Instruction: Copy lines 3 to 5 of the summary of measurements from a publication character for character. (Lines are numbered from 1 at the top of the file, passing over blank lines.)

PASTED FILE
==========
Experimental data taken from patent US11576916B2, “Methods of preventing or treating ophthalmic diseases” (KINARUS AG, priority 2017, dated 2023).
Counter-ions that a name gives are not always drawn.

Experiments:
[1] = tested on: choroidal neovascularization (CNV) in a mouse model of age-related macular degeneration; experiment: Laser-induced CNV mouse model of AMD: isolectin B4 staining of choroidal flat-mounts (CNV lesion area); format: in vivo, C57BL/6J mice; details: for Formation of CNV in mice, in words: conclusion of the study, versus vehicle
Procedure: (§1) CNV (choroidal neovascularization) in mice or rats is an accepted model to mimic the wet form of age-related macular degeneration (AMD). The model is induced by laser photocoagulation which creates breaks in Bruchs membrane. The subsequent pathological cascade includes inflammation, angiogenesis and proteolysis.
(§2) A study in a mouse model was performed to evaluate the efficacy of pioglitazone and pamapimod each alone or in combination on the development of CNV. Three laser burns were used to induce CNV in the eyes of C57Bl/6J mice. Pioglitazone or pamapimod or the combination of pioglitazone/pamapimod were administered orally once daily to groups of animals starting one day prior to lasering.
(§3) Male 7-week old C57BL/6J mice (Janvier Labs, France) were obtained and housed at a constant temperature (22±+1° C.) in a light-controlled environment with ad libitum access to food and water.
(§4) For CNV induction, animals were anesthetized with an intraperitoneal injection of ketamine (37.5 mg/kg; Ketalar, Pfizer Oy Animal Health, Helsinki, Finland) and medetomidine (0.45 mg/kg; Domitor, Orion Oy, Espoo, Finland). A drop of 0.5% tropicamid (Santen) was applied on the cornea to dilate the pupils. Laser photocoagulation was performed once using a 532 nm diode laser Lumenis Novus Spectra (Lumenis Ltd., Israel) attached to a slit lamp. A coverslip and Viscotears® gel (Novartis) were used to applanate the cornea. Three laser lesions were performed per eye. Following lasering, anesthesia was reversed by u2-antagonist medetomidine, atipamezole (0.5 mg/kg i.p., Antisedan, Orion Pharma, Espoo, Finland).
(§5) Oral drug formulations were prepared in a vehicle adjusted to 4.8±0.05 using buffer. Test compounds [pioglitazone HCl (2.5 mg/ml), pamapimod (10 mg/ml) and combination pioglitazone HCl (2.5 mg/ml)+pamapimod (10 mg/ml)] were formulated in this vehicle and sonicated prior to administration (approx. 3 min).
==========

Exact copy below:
Experiments:
[1] = tested on: choroidal neovascularization (CNV) in a mouse model of age-related macular degeneration; experiment: Laser-induced CNV mouse model of AMD: isolectin B4 staining of choroidal flat-mounts (CNV lesion area); format: in vivo, C57BL/6J mice; details: for Formation of CNV in mice, in words: conclusion of the study, versus vehicle
Procedure: (§1) CNV (choroidal neovascularization) in mice or rats is an accepted model to mimic the wet form of age-related macular degeneration (AMD). The model is induced by laser photocoagulation which creates breaks in Bruchs membrane. The subsequent pathological cascade includes inflammation, angiogenesis and proteolysis.